Also, if people feel they have a stake in the government (like they do, but too often, they shirk their responsibilities as a citizen to be a watchdog of the government, then wonder why the government turns to shit), the government is more apt to shy away from these kinds of abuses.

 

Can you imagine millions of gun-owners going to the government and asking what is being done with the registration lists? Baby, they'll turn paper-white with fear and make sure they're not abusing the lists! :lol:

 

And that's a good thing. People should not be afraid of government. GOVERNMENT should be afraid of US.

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I somehow highly doubt that someone's personal stockpile of weapons will protect someone against the federal government (Half-Life notwithstanding :lol: ).

 

Well, history will always provide the answer.

April 19, 1775 a bunch of farmers and city boys took on the most powerful military empire in the world.

 

American Civil War (1861–1865), though the Confederacy lost, the war itself changed America forever.

 

2001 - Present, A bunch of farmers have been doing a pretty fine job of fighting one of the most powerful military alliances on earth for the last 10 years with little to no training and sub par weaponry.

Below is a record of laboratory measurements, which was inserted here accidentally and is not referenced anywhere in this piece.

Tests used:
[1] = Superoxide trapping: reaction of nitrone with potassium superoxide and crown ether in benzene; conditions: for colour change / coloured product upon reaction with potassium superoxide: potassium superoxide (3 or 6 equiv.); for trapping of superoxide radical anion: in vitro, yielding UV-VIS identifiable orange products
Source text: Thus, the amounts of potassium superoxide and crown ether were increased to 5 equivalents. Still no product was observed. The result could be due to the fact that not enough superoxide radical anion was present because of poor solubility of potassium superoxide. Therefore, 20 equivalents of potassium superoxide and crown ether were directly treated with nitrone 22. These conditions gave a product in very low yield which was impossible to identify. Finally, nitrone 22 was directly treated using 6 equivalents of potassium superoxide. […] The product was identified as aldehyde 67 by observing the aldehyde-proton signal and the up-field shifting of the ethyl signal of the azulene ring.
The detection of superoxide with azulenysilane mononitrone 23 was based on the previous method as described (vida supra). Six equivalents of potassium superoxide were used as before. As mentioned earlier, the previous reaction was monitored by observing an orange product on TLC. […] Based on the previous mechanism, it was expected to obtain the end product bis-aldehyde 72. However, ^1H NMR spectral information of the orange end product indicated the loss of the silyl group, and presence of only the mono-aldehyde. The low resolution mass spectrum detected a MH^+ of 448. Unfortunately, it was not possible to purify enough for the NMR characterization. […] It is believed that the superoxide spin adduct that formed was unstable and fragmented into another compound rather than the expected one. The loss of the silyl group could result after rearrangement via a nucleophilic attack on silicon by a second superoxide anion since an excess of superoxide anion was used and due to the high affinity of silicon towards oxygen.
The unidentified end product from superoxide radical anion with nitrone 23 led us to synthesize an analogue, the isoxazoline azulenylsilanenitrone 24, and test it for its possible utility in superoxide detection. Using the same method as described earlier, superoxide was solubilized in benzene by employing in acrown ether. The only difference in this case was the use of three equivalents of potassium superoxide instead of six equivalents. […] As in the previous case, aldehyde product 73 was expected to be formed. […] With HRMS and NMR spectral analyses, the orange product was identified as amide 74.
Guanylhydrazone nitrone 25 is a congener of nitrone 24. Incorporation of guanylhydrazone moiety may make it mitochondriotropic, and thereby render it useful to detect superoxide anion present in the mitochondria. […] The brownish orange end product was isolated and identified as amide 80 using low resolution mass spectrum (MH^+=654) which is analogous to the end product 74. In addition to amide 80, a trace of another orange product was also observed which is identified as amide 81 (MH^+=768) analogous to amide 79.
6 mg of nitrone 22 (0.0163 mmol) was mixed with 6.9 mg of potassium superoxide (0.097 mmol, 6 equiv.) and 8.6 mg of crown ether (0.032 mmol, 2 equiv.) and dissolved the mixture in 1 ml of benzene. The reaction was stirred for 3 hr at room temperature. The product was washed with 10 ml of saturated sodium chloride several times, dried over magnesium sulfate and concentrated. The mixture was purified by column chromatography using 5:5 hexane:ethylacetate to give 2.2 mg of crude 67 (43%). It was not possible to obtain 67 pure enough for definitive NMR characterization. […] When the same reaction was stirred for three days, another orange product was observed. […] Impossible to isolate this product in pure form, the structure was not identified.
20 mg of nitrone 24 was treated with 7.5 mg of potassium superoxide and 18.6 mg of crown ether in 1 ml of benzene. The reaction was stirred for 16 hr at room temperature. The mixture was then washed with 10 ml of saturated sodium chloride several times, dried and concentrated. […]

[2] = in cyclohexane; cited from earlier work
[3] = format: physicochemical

A government isn't some invincible all knowing machine. It's clumsy, slow and unstable and all it takes to change every thing, is for the voice of the people to be heard and if their voices aren't loud enough, then the sound of their guns will be.

 

As for this issue, I cannot possibly fathom how a simple registration and required training course is "banning guns" (like some, not necessarily in this thread, seem to be saying).

 

While I agree that people should have training, it's difficult to enforce that policy as it violates the second amendment. In fact most gun laws do, registration included. However I understand the need for such laws. Times have changed and people are more ignorant then ever. I agree with the training and the need to register, I just hope that what happened during Katrina incident never happens again.